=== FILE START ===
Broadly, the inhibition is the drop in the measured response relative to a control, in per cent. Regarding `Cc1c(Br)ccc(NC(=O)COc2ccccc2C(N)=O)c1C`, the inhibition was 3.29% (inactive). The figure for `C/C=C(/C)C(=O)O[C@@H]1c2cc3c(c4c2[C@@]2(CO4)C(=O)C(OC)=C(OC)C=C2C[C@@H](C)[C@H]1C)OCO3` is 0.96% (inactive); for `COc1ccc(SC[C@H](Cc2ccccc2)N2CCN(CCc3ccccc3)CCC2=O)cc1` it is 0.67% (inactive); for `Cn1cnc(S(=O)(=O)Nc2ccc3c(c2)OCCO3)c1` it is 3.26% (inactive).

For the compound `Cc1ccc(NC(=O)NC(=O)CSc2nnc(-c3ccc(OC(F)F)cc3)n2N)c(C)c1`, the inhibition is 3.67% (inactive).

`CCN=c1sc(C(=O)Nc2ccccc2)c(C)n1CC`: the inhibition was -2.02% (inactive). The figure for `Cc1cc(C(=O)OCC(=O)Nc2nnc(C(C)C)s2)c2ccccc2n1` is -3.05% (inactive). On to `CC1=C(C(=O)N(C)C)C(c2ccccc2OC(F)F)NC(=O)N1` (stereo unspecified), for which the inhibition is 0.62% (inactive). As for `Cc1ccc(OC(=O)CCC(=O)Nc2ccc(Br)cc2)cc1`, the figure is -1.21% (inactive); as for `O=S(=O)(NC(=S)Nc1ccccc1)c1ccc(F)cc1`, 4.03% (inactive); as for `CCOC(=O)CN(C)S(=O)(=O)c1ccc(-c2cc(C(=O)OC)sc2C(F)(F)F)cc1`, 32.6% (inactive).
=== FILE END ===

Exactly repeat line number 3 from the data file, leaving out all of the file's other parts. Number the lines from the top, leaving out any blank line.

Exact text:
`CCN=c1sc(C(=O)Nc2ccccc2)c(C)n1CC`: the inhibition was -2.02% (inactive). The figure for `Cc1cc(C(=O)OCC(=O)Nc2nnc(C(C)C)s2)c2ccccc2n1` is -3.05% (inactive). On to `CC1=C(C(=O)N(C)C)C(c2ccccc2OC(F)F)NC(=O)N1` (stereo unspecified), for which the inhibition is 0.62% (inactive). As for `Cc1ccc(OC(=O)CCC(=O)Nc2ccc(Br)cc2)cc1`, the figure is -1.21% (inactive); as for `O=S(=O)(NC(=S)Nc1ccccc1)c1ccc(F)cc1`, 4.03% (inactive); as for `CCOC(=O)CN(C)S(=O)(=O)c1ccc(-c2cc(C(=O)OC)sc2C(F)(F)F)cc1`, 32.6% (inactive).